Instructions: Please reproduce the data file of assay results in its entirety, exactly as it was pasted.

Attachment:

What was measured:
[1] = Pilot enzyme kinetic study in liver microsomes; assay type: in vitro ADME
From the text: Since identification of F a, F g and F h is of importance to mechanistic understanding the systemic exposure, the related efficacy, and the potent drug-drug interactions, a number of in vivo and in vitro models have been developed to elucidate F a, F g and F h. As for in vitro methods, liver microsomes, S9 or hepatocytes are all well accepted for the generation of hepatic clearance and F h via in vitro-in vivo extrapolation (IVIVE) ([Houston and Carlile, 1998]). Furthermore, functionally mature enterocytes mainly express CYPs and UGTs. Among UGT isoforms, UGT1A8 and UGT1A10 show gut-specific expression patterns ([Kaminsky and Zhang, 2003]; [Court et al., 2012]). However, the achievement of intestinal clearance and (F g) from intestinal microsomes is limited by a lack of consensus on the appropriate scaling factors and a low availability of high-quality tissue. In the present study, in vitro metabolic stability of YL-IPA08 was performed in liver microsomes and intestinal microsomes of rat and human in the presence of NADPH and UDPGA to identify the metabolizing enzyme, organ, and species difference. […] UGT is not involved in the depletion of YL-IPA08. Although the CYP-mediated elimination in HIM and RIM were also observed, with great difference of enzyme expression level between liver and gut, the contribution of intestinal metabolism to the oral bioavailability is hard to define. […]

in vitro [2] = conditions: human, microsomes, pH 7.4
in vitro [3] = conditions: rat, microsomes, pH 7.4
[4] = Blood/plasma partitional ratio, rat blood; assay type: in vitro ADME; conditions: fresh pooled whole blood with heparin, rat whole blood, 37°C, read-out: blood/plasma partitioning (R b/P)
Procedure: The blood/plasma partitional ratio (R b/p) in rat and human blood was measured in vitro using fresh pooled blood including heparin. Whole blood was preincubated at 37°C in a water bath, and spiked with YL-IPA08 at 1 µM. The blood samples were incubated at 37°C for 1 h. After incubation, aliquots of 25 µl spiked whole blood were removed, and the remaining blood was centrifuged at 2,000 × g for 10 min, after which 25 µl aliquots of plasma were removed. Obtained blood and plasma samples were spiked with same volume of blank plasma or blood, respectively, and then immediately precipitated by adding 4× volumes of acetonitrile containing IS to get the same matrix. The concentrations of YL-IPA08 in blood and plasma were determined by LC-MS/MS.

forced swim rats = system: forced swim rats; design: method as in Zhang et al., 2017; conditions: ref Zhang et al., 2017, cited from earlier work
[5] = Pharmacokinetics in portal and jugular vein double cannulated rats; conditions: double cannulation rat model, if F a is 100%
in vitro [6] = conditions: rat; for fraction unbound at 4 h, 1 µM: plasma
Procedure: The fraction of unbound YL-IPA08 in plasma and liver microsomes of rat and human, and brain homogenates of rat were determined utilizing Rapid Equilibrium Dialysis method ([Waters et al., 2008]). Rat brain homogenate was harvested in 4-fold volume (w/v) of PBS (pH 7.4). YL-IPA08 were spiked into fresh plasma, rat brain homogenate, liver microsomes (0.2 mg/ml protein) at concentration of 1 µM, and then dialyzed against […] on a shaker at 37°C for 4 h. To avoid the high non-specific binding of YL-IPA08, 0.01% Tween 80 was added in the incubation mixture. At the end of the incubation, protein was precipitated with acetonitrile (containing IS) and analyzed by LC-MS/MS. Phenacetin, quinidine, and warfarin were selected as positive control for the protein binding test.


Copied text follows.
What was measured:
[1] = Pilot enzyme kinetic study in liver microsomes; assay type: in vitro ADME
From the text: Since identification of F a, F g and F h is of importance to mechanistic understanding the systemic exposure, the related efficacy, and the potent drug-drug interactions, a number of in vivo and in vitro models have been developed to elucidate F a, F g and F h. As for in vitro methods, liver microsomes, S9 or hepatocytes are all well accepted for the generation of hepatic clearance and F h via in vitro-in vivo extrapolation (IVIVE) ([Houston and Carlile, 1998]). Furthermore, functionally mature enterocytes mainly express CYPs and UGTs. Among UGT isoforms, UGT1A8 and UGT1A10 show gut-specific expression patterns ([Kaminsky and Zhang, 2003]; [Court et al., 2012]). However, the achievement of intestinal clearance and (F g) from intestinal microsomes is limited by a lack of consensus on the appropriate scaling factors and a low availability of high-quality tissue. In the present study, in vitro metabolic stability of YL-IPA08 was performed in liver microsomes and intestinal microsomes of rat and human in the presence of NADPH and UDPGA to identify the metabolizing enzyme, organ, and species difference. […] UGT is not involved in the depletion of YL-IPA08. Although the CYP-mediated elimination in HIM and RIM were also observed, with great difference of enzyme expression level between liver and gut, the contribution of intestinal metabolism to the oral bioavailability is hard to define. […]

in vitro [2] = conditions: human, microsomes, pH 7.4
in vitro [3] = conditions: rat, microsomes, pH 7.4
[4] = Blood/plasma partitional ratio, rat blood; assay type: in vitro ADME; conditions: fresh pooled whole blood with heparin, rat whole blood, 37°C, read-out: blood/plasma partitioning (R b/P)
Procedure: The blood/plasma partitional ratio (R b/p) in rat and human blood was measured in vitro using fresh pooled blood including heparin. Whole blood was preincubated at 37°C in a water bath, and spiked with YL-IPA08 at 1 µM. The blood samples were incubated at 37°C for 1 h. After incubation, aliquots of 25 µl spiked whole blood were removed, and the remaining blood was centrifuged at 2,000 × g for 10 min, after which 25 µl aliquots of plasma were removed. Obtained blood and plasma samples were spiked with same volume of blank plasma or blood, respectively, and then immediately precipitated by adding 4× volumes of acetonitrile containing IS to get the same matrix. The concentrations of YL-IPA08 in blood and plasma were determined by LC-MS/MS.

forced swim rats = system: forced swim rats; design: method as in Zhang et al., 2017; conditions: ref Zhang et al., 2017, cited from earlier work
[5] = Pharmacokinetics in portal and jugular vein double cannulated rats; conditions: double cannulation rat model, if F a is 100%
in vitro [6] = conditions: rat; for fraction unbound at 4 h, 1 µM: plasma
Procedure: The fraction of unbound YL-IPA08 in plasma and liver microsomes of rat and human, and brain homogenates of rat were determined utilizing Rapid Equilibrium Dialysis method ([Waters et al., 2008]). Rat brain homogenate was harvested in 4-fold volume (w/v) of PBS (pH 7.4). YL-IPA08 were spiked into fresh plasma, rat brain homogenate, liver microsomes (0.2 mg/ml protein) at concentration of 1 µM, and then dialyzed against […] on a shaker at 37°C for 4 h. To avoid the high non-specific binding of YL-IPA08, 0.01% Tween 80 was added in the incubation mixture. At the end of the incubation, protein was precipitated with acetonitrile (containing IS) and analyzed by LC-MS/MS. Phenacetin, quinidine, and warfarin were selected as positive control for the protein binding test.